Civil War convenience store?
Taking a short-cut through a tobacco field.
Mike now leads the race with the most flat tires---three. Also, we are being warned about a couple of things. We have been told to take our bikes with us into the convenience stores in certain towns, and that the dogs are mean,  run loose, and chase cyclists in North and South Carolina. If you have a good strategy for fending off dogs while you're on a bike please comment. It is a nightly discussion. Also, please leave a comment anyway. It's fun to know who's reading this.

Saturday, August 28, 2010

We're Officially in the South

Day 12
Fredericksburg, Virginia to Mechanicsville, Virginia
74 miles, 2350' climbing---the least yet!

We rode through the Fredericksburg Civil War Battle Ground today. A hallowed place, many deaths there. It's hard to imagine Americans killing each other amongst the peaceful trees. I couldn't help but think of my great-great-great grandmother who lost two sons because of the Civil War.

Fredericksburg Civil War Battle Ground

Mike picked up some kind of wicked nail and scored the first flat of the day. I want it to be some old Civil War relic, but I'm told that couldn't be possible because it would be all rusted away by now. He needed not only a new tube but a new tire, as well.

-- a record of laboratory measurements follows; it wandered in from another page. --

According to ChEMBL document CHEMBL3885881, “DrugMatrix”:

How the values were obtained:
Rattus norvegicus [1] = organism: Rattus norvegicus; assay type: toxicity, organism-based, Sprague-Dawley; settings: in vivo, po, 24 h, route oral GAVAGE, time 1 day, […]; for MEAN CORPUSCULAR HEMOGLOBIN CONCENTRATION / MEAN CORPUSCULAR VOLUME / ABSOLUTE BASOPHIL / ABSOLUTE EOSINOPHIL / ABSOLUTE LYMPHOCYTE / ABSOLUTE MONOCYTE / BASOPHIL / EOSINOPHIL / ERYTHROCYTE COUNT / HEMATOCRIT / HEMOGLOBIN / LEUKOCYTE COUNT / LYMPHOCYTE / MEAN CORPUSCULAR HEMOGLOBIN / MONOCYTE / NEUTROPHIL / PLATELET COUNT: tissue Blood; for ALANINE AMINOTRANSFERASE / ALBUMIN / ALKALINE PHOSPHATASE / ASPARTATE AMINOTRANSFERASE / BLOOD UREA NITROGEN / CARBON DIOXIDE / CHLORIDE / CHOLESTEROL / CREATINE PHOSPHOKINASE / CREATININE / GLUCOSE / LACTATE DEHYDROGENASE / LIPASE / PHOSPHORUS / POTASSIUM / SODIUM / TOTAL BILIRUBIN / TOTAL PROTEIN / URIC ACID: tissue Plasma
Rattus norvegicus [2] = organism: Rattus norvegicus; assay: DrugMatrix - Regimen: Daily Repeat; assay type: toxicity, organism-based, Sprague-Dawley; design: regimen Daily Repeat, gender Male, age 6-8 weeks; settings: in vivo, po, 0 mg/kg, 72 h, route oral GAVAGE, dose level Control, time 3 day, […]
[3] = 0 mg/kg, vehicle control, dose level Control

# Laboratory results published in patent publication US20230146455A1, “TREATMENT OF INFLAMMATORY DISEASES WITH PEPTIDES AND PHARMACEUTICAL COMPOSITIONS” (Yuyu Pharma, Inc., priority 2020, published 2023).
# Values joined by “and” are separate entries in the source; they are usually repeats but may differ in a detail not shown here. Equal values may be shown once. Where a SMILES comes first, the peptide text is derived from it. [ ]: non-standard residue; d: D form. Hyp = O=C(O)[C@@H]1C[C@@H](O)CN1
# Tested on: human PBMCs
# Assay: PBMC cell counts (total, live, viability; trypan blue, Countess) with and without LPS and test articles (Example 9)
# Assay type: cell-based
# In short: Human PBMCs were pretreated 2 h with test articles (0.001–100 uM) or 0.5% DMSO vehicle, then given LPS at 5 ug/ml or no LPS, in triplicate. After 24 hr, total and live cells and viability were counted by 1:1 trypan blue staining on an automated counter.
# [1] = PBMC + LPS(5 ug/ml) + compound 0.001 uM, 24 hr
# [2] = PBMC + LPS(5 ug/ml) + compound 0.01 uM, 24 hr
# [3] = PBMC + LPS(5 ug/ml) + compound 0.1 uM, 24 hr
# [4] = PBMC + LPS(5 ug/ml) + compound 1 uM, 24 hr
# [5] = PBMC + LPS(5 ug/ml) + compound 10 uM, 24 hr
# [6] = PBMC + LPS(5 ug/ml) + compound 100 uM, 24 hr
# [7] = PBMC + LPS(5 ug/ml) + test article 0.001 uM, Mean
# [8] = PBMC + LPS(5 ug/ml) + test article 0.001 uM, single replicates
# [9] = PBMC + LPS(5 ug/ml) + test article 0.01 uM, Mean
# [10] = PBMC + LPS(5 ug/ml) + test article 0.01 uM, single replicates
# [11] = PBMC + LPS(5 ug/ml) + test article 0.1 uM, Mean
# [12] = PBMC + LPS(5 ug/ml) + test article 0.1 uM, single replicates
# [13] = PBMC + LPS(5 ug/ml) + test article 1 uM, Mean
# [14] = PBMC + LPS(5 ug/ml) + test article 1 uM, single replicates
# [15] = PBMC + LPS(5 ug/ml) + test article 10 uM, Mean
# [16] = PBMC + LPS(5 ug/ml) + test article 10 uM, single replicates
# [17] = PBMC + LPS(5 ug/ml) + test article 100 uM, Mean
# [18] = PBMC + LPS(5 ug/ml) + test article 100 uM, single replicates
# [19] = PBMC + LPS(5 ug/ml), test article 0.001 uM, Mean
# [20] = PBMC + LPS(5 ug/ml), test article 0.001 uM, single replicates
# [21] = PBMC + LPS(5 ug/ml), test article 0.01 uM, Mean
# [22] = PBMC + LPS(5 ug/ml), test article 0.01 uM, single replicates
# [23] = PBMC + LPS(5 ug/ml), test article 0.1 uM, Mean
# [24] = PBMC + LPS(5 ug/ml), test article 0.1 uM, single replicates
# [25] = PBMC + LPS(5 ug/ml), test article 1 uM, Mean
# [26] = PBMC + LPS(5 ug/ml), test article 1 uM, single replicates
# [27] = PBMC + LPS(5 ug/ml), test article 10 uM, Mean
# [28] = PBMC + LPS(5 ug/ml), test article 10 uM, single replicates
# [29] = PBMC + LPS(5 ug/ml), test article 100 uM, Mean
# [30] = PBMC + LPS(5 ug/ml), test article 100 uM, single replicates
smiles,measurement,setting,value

The culprit
Eating has taken on a weird dimension. I now eat to fuel my body, while I normally eat more for pleasure. We stop at the SAG stops to keep our bodies going, not because I'm actually hungry. I keep finding myself craving cheesecake during the day as we're riding---usually I crave a hamburger.
A typical SAG stop. The table is loaded with granola bars, bananas,  pears, apple slices, pretzels, fig newtons, fritos, oreos, peanuts, dried fruit mix, crackers, and ice cold water. We're always happy to see the van.
Gotta love the silos.

One of the last towns of the day was called Studley. We couldn't pass up that Kodak moment. Get serious.
John, Me, Carl, Mary Kay, Mike, and J.B. at the gun show.

Thursday, August 26, 2010

Two flats, a broken rib, and pie

Day 11
Washington, D.C. to Fredericksburg, Virginia
91 miles, 3850' climbing

We rode out of D.C. via the bike trails. Such a great trail system. It's amazing how much wooded area there is so close to the city. Lots of commuters on bikes heading in to work. Kind of a bicycle rush hour.

J.B., Mike and I

Me racing George Washington and his horse. I am winning.
Hey, look! Virginia is welcoming us. What nice people.
Carl had a front tire blow out at about mile 37. Luckily he was going slowly uphill when it happened. He said even so it was hard to control his bike. It looked almost like a surgical incision across his tire. There's been a lot of debris on the road lately, including broken glass. We called the SAG van and he replaced his tire only to have another blow out a few miles later on his rear tire.

The first of two blow-outs
The best part of the day---eating "Mom's" pie